It is perhaps unsurprising that music tends to occupy a larger part your life when you’re young. Knowing this, it correlates that social media used by a 13 to 24 demographic would, to a greater extent, be driven by music, as a new study recently revealed.
Guest post by Bobby Owsinski of Music 3.0
It’s probably no surprise that if you’re between the ages of 13 to 24, music tends to be a bigger part of your life than when you get older. Since that’s the case, it stands to reason that social media used by that age group would also be driven by music, as this recent report by MusicWatch verifies.
The study found that 9 out of 10 users in the 13 to 24 age demographic regularly do a music related activity on their social media apps. 63% of users discover new artists on social media, and almost 60% of social media users listen to music after they see a music-related update, tweet or post.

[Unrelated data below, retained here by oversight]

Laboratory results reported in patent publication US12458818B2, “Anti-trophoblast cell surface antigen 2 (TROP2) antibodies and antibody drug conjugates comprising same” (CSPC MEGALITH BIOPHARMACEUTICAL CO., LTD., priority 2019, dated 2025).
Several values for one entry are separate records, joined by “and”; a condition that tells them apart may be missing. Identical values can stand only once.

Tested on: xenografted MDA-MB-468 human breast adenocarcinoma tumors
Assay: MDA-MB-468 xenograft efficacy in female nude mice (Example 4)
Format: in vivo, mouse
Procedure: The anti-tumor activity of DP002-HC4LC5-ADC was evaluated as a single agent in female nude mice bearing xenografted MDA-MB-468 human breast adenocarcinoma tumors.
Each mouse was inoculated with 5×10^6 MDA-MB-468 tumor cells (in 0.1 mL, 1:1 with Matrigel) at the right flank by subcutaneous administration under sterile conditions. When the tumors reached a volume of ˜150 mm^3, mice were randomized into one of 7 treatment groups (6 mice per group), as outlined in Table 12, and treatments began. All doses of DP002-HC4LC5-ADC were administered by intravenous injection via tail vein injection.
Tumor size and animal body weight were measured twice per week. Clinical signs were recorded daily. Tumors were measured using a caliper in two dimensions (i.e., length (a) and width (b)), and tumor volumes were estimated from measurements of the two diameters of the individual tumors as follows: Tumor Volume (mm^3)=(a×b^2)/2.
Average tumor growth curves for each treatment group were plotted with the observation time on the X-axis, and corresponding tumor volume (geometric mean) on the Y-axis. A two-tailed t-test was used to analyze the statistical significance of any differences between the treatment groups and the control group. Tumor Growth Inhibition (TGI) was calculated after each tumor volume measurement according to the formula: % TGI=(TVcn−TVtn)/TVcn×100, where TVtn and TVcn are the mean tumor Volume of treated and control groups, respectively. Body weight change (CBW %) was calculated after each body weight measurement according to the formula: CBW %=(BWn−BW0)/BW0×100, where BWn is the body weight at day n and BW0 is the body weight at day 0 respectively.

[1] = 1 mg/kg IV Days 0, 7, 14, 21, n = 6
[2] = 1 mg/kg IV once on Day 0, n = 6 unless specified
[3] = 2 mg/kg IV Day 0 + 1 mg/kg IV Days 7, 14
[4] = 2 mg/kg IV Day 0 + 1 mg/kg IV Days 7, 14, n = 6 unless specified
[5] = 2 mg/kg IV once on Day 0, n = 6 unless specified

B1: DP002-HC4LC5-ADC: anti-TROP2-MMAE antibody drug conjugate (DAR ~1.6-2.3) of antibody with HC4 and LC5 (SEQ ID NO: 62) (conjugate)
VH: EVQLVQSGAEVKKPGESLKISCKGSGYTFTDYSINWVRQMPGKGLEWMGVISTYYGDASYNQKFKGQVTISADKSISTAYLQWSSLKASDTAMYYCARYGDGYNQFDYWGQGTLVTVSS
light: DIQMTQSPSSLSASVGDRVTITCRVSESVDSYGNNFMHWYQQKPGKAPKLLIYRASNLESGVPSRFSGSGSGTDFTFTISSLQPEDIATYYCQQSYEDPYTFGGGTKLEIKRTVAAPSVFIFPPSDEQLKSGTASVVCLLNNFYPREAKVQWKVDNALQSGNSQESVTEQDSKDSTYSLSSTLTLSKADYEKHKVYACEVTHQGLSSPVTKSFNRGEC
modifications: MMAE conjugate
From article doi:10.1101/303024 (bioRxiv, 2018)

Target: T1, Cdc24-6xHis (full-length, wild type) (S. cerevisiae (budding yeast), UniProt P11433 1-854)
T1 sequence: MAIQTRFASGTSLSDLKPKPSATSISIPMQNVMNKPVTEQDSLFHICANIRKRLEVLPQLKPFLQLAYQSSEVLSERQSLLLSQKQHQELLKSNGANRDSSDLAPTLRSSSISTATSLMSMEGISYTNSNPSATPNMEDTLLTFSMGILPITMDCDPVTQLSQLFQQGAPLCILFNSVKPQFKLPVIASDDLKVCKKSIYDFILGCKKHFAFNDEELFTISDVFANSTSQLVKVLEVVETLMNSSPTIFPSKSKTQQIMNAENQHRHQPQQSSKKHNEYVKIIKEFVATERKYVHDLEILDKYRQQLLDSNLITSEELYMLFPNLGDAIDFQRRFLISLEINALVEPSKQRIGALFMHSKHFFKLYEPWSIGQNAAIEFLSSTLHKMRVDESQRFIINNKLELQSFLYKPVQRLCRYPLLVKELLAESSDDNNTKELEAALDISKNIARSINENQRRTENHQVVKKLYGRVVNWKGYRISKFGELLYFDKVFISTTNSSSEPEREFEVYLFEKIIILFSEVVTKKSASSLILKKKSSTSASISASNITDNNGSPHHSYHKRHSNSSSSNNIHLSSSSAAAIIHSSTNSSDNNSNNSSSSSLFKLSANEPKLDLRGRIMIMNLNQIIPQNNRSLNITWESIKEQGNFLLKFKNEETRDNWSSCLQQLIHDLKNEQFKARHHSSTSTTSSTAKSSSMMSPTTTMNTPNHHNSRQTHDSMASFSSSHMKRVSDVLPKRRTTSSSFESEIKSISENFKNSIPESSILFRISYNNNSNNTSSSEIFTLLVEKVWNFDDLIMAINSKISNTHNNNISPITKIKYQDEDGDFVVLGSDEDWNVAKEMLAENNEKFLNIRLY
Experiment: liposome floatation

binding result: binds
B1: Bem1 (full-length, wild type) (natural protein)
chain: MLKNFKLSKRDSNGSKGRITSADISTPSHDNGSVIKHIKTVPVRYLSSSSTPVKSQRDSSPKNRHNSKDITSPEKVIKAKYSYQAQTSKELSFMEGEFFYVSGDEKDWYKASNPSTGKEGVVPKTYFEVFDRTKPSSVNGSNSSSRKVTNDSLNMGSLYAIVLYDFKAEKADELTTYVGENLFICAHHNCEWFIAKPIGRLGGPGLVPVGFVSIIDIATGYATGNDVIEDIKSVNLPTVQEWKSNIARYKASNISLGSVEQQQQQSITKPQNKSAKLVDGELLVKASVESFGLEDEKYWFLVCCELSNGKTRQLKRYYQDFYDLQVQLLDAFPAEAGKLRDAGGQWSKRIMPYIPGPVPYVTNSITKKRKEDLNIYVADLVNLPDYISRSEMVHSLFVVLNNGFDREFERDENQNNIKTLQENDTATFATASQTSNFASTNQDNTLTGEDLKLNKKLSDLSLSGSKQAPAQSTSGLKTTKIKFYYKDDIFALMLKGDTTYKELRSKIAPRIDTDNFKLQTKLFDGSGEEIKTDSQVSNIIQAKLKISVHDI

- the most highest-rated music activity is the ability to share links to music and playlists from music streaming services
- 44% like an artist or band
- 35% read news feeds or stories about artists or bands
- 51% follow updates from artists or music influencers
- 31% follow or tweet to a festival
- 68% view or post from live music events
- 23% caption posts with song lyrics
- 56% follow or tag posts of artists or bands
- 42% view photos from live music events
As we all know, fame can come and go pretty fast, but music artists have greater staying power that other celebrities. The study found that of the 5 categories of public figures, 57% followed artists and musicians, while 50% followed TV or movie actors, 35% followed professional athletes, 30% followed reality stars, and 25% followed politicians and political figures.
What’s the top music genre of this age group? Hip-hop, of course, which makes record labels all that more interested in giving us more of the same instead of looking for the next trend. We’ve not seen much new in music for pretty much the entire century (electronic music came to the forefront for a bit, but it was a scene for quite some time before), and we’re overdo.